While looking for information on how CTIA 2009 in San Diego went, I found an article by Richard Wong (who is a venture capitalist with Accel Partners) titled on “The rise of open mobile (and congratulations Android team)“.

A good article by Richard, he reminisces on how mobility used to be in the early days of apps (i.e. year ~2000) when operators were in total control — I do remember those days very well and all the unnecessary control and FUD that literally pushed innovation back about 10 years. Richard then compares that past with what he observed at CTIA 2009 and the lots of noise related to Android — the shift from an operator-controlled mobile world to “Open Mobile” players such as Android.

I have written about this before, on how “control” have been and will continue to shift from the operator and to the ecosystem — the developer and community where developers create (and add) value via their software innovations in applications, where the ecosystem, open systems and common sense will be the drivers for success, where the new deck is the “deck that is on the cloud” and users drive which application succeed or not via simple “application demand”, ranking, recommendations and comments.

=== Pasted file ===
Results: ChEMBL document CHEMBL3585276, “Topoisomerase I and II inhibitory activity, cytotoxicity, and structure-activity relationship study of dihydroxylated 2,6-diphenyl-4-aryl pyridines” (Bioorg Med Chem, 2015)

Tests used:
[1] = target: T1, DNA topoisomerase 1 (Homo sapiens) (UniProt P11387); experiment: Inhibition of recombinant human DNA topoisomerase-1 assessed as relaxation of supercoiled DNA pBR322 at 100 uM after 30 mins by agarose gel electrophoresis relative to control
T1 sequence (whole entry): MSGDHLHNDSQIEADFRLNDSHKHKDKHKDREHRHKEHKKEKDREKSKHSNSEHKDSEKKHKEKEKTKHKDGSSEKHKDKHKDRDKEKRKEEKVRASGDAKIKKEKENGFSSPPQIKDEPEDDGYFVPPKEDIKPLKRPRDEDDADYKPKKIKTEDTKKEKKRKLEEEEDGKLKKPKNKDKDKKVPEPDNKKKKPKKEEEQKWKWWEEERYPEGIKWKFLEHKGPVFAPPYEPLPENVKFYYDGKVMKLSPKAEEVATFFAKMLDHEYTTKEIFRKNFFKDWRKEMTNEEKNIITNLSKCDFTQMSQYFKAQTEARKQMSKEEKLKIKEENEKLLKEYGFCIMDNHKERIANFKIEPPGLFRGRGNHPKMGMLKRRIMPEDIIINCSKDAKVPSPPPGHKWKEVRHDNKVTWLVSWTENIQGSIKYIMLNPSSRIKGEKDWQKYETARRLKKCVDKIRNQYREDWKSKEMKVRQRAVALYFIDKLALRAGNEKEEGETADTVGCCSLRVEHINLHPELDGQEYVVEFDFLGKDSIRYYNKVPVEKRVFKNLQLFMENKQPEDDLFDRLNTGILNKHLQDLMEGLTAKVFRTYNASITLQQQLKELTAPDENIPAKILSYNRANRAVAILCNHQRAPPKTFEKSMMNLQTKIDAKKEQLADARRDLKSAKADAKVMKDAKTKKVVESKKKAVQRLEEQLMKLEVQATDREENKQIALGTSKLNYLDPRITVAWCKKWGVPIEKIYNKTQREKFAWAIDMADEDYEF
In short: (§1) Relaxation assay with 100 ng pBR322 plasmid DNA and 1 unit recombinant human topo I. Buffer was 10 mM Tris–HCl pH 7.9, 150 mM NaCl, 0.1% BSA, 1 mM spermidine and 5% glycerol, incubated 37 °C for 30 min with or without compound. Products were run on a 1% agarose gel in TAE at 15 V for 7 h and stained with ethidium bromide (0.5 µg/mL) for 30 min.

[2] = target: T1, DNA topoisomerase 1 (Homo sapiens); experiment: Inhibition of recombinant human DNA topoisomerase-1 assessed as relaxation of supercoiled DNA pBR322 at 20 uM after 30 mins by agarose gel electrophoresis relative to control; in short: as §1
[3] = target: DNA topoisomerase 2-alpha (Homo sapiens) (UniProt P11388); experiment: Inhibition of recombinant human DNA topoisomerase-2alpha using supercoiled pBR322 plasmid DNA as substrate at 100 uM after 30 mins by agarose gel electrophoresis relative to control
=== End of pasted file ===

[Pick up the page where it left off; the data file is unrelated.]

For this shift that we are (finally) getting to see we have to thank Apple and Google, but these are recent players. We must recognize the impact made by the Mobile Web and also what triggered it all back in 1999 — Sun with their mobile Java technologies as well as the good old WAP.

I do believe the Android market is going to explode globally becoming a predominant mobile platform together with the iPhone, and that native/local apps will continue to rule for quite a while.

Update Oct 21: Days after I wrote the above, TechCrunch wrote a piece validating my post above on Android; see Android Avalanche: A Complete List Of The Android Phones So Far.